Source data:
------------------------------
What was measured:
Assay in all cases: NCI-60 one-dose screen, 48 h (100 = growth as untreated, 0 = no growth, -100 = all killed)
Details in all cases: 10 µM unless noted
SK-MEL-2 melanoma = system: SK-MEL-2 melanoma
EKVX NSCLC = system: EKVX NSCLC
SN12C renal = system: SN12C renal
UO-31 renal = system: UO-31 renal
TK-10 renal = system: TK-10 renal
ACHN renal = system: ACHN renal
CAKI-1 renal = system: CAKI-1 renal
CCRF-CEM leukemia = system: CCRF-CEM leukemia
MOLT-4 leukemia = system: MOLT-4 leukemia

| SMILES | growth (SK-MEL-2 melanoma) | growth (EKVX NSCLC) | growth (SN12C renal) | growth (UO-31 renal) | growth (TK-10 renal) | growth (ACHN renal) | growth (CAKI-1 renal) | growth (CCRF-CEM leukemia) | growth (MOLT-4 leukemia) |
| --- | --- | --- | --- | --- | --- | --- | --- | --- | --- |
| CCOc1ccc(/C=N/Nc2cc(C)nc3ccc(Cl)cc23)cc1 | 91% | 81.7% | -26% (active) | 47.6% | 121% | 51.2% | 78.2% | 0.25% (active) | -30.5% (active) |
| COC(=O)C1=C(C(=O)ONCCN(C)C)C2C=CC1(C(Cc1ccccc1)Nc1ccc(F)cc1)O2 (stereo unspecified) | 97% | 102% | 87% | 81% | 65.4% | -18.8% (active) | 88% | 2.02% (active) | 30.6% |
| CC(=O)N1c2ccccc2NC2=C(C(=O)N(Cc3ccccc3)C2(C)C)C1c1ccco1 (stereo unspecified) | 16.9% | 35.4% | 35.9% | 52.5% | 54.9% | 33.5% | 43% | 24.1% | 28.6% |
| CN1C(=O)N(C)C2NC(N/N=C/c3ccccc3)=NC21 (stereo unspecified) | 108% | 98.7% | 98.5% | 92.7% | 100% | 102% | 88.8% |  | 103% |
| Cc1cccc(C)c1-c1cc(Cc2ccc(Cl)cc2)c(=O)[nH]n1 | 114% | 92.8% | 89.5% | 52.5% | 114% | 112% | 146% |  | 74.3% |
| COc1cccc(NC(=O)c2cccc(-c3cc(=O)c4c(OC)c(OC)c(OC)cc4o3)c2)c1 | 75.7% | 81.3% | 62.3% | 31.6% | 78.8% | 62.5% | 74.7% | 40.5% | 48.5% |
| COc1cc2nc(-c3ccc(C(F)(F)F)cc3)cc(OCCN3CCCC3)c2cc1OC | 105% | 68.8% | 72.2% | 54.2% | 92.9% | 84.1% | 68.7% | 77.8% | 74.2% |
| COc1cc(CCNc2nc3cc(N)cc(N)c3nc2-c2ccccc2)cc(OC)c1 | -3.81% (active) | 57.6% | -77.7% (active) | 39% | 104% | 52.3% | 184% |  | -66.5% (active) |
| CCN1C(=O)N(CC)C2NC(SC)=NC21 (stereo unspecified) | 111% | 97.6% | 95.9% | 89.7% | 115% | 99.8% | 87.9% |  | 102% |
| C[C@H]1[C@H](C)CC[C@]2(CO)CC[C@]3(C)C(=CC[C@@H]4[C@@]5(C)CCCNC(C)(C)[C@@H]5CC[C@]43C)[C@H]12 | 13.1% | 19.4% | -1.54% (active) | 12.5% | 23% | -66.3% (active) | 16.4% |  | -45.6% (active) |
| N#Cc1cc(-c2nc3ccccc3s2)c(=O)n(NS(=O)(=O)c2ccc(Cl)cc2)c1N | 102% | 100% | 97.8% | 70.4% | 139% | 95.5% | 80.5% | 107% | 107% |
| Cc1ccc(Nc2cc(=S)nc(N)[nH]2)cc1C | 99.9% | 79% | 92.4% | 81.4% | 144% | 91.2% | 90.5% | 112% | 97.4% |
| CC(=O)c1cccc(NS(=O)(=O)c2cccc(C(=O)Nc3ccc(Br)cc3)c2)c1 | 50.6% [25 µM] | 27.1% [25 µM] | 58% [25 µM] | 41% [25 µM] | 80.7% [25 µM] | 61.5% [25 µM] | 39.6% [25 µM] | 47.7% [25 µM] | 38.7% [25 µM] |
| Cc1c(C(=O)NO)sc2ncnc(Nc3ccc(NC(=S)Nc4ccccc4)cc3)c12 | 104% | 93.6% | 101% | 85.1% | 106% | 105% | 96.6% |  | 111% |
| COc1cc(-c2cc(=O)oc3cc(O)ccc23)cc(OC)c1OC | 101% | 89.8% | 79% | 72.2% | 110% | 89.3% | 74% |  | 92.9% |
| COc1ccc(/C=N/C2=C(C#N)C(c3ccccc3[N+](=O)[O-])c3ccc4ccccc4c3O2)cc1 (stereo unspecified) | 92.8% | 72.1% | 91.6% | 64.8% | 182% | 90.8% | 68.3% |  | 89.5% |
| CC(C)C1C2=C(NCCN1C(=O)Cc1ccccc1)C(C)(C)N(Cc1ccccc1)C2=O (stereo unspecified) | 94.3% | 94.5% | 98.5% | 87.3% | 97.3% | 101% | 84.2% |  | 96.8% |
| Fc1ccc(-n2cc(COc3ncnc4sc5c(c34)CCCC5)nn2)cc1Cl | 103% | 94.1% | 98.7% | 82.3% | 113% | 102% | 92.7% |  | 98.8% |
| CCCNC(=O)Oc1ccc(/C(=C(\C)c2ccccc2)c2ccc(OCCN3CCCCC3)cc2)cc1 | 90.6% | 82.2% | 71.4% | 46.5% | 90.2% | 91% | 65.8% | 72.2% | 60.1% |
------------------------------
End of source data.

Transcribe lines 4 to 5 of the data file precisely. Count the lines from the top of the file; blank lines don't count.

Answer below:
SK-MEL-2 melanoma = system: SK-MEL-2 melanoma
EKVX NSCLC = system: EKVX NSCLC